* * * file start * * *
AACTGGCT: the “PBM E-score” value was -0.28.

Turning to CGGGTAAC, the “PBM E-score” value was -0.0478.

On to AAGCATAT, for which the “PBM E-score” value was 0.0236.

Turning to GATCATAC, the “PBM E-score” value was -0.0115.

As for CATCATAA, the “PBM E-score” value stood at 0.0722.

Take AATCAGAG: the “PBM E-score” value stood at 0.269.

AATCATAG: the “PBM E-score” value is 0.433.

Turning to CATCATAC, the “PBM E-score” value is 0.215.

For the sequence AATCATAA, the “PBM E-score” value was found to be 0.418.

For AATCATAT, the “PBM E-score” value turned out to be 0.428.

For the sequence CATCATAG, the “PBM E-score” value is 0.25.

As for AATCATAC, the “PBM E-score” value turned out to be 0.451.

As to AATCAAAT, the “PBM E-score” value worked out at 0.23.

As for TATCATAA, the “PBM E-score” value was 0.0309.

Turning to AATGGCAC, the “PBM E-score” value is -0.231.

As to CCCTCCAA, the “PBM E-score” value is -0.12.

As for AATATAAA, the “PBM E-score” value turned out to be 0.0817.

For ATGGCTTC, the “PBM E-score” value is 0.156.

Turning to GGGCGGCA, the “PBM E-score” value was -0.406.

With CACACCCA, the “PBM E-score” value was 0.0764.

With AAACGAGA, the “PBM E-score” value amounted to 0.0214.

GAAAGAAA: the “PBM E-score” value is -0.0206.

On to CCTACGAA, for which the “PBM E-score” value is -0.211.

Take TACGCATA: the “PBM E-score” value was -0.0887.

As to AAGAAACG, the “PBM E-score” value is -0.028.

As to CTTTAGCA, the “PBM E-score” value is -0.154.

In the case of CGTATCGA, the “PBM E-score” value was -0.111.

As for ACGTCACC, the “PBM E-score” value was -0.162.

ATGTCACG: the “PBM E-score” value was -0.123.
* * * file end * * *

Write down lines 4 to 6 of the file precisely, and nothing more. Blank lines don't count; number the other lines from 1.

Turning to GATCATAC, the “PBM E-score” value was -0.0115.

As for CATCATAA, the “PBM E-score” value stood at 0.0722.

Take AATCAGAG: the “PBM E-score” value stood at 0.269.